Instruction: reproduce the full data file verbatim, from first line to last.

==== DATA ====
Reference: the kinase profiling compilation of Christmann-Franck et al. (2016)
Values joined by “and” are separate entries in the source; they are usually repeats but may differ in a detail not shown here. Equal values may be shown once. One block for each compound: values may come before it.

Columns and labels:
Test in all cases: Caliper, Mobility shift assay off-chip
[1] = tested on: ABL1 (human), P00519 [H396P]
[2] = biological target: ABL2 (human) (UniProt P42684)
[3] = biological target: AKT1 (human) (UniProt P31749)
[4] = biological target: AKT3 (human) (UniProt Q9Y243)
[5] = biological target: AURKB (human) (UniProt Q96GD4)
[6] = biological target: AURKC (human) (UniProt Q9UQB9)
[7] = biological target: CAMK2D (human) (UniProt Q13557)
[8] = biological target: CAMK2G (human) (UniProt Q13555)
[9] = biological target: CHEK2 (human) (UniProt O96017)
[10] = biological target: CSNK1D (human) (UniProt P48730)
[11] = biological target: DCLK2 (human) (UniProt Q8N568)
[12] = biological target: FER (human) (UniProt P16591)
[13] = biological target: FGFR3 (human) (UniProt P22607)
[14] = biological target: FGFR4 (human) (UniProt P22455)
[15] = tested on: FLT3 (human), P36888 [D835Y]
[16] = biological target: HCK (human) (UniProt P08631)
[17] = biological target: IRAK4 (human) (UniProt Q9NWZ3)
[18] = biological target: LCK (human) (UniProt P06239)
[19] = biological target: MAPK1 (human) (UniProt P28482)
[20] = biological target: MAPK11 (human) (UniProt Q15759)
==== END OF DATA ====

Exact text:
Reference: the kinase profiling compilation of Christmann-Franck et al. (2016)
Values joined by “and” are separate entries in the source; they are usually repeats but may differ in a detail not shown here. Equal values may be shown once. One block for each compound: values may come before it.

Columns and labels:
Test in all cases: Caliper, Mobility shift assay off-chip
[1] = tested on: ABL1 (human), P00519 [H396P]
[2] = biological target: ABL2 (human) (UniProt P42684)
[3] = biological target: AKT1 (human) (UniProt P31749)
[4] = biological target: AKT3 (human) (UniProt Q9Y243)
[5] = biological target: AURKB (human) (UniProt Q96GD4)
[6] = biological target: AURKC (human) (UniProt Q9UQB9)
[7] = biological target: CAMK2D (human) (UniProt Q13557)
[8] = biological target: CAMK2G (human) (UniProt Q13555)
[9] = biological target: CHEK2 (human) (UniProt O96017)
[10] = biological target: CSNK1D (human) (UniProt P48730)
[11] = biological target: DCLK2 (human) (UniProt Q8N568)
[12] = biological target: FER (human) (UniProt P16591)
[13] = biological target: FGFR3 (human) (UniProt P22607)
[14] = biological target: FGFR4 (human) (UniProt P22455)
[15] = tested on: FLT3 (human), P36888 [D835Y]
[16] = biological target: HCK (human) (UniProt P08631)
[17] = biological target: IRAK4 (human) (UniProt Q9NWZ3)
[18] = biological target: LCK (human) (UniProt P06239)
[19] = biological target: MAPK1 (human) (UniProt P28482)
[20] = biological target: MAPK11 (human) (UniProt Q15759)